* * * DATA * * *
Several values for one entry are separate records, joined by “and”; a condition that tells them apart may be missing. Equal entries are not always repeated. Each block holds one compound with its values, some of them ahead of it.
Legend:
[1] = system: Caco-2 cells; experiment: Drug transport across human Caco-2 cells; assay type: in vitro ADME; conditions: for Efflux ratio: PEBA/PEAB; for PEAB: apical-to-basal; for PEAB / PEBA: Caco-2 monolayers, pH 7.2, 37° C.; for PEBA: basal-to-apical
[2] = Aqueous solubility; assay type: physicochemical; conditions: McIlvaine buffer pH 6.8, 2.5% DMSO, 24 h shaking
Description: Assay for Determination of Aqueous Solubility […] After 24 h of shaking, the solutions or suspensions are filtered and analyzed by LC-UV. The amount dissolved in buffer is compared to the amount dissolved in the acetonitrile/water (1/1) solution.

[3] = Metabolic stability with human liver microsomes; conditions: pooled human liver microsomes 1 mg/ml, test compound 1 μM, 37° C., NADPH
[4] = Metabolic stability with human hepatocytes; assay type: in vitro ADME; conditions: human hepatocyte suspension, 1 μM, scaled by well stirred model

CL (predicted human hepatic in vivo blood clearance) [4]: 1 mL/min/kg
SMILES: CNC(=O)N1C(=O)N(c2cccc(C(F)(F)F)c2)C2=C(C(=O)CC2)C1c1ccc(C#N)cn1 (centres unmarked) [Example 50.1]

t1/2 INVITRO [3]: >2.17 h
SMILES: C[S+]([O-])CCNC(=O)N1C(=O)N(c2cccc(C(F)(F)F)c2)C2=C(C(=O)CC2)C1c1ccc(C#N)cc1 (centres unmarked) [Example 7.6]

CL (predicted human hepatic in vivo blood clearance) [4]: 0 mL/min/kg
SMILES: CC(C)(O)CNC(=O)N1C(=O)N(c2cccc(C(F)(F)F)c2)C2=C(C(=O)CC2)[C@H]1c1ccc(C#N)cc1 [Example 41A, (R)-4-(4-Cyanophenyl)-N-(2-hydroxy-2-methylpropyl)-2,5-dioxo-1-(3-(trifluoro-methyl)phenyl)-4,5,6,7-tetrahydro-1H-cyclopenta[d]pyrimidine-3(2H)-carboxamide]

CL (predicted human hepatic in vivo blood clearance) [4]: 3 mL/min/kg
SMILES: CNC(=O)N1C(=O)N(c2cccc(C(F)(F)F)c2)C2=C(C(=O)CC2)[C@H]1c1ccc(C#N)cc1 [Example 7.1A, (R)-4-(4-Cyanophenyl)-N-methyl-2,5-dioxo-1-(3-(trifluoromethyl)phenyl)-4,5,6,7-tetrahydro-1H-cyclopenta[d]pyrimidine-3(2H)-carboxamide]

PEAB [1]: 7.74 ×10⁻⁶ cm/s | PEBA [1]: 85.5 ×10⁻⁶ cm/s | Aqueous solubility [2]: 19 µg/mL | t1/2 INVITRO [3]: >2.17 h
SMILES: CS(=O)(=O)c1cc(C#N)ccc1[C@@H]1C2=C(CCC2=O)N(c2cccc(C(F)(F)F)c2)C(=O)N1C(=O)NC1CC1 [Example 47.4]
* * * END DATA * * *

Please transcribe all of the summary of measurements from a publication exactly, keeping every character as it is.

Several values for one entry are separate records, joined by “and”; a condition that tells them apart may be missing. Equal entries are not always repeated. Each block holds one compound with its values, some of them ahead of it.
Legend:
[1] = system: Caco-2 cells; experiment: Drug transport across human Caco-2 cells; assay type: in vitro ADME; conditions: for Efflux ratio: PEBA/PEAB; for PEAB: apical-to-basal; for PEAB / PEBA: Caco-2 monolayers, pH 7.2, 37° C.; for PEBA: basal-to-apical
[2] = Aqueous solubility; assay type: physicochemical; conditions: McIlvaine buffer pH 6.8, 2.5% DMSO, 24 h shaking
Description: Assay for Determination of Aqueous Solubility […] After 24 h of shaking, the solutions or suspensions are filtered and analyzed by LC-UV. The amount dissolved in buffer is compared to the amount dissolved in the acetonitrile/water (1/1) solution.

[3] = Metabolic stability with human liver microsomes; conditions: pooled human liver microsomes 1 mg/ml, test compound 1 μM, 37° C., NADPH
[4] = Metabolic stability with human hepatocytes; assay type: in vitro ADME; conditions: human hepatocyte suspension, 1 μM, scaled by well stirred model

CL (predicted human hepatic in vivo blood clearance) [4]: 1 mL/min/kg
SMILES: CNC(=O)N1C(=O)N(c2cccc(C(F)(F)F)c2)C2=C(C(=O)CC2)C1c1ccc(C#N)cn1 (centres unmarked) [Example 50.1]

t1/2 INVITRO [3]: >2.17 h
SMILES: C[S+]([O-])CCNC(=O)N1C(=O)N(c2cccc(C(F)(F)F)c2)C2=C(C(=O)CC2)C1c1ccc(C#N)cc1 (centres unmarked) [Example 7.6]

CL (predicted human hepatic in vivo blood clearance) [4]: 0 mL/min/kg
SMILES: CC(C)(O)CNC(=O)N1C(=O)N(c2cccc(C(F)(F)F)c2)C2=C(C(=O)CC2)[C@H]1c1ccc(C#N)cc1 [Example 41A, (R)-4-(4-Cyanophenyl)-N-(2-hydroxy-2-methylpropyl)-2,5-dioxo-1-(3-(trifluoro-methyl)phenyl)-4,5,6,7-tetrahydro-1H-cyclopenta[d]pyrimidine-3(2H)-carboxamide]

CL (predicted human hepatic in vivo blood clearance) [4]: 3 mL/min/kg
SMILES: CNC(=O)N1C(=O)N(c2cccc(C(F)(F)F)c2)C2=C(C(=O)CC2)[C@H]1c1ccc(C#N)cc1 [Example 7.1A, (R)-4-(4-Cyanophenyl)-N-methyl-2,5-dioxo-1-(3-(trifluoromethyl)phenyl)-4,5,6,7-tetrahydro-1H-cyclopenta[d]pyrimidine-3(2H)-carboxamide]

PEAB [1]: 7.74 ×10⁻⁶ cm/s | PEBA [1]: 85.5 ×10⁻⁶ cm/s | Aqueous solubility [2]: 19 µg/mL | t1/2 INVITRO [3]: >2.17 h
SMILES: CS(=O)(=O)c1cc(C#N)ccc1[C@@H]1C2=C(CCC2=O)N(c2cccc(C(F)(F)F)c2)C(=O)N1C(=O)NC1CC1 [Example 47.4]